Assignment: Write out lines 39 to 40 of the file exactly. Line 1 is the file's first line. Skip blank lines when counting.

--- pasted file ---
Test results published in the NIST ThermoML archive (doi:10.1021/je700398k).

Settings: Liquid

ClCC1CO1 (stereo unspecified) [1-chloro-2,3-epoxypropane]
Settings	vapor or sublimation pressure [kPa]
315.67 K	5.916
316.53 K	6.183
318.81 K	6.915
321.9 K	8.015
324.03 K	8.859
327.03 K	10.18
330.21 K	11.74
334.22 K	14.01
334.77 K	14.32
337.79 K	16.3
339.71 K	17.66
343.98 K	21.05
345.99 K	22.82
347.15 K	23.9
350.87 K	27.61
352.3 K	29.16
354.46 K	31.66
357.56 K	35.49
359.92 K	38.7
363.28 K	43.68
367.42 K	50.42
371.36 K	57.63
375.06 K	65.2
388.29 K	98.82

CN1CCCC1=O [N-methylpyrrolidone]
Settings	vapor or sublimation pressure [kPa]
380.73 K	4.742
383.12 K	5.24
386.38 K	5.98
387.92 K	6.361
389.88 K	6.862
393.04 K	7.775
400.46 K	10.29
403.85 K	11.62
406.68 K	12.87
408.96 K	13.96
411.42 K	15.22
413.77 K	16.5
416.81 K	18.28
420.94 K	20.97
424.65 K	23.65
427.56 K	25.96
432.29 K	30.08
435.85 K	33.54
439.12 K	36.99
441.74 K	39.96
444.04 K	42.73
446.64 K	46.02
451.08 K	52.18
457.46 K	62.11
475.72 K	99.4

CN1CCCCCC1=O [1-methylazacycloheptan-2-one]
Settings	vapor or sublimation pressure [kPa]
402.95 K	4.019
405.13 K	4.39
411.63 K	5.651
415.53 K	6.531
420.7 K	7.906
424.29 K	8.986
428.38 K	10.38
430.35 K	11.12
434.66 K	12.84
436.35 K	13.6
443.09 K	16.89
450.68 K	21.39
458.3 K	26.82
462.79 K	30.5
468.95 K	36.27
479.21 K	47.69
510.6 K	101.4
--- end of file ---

406.68 K	12.87
408.96 K	13.96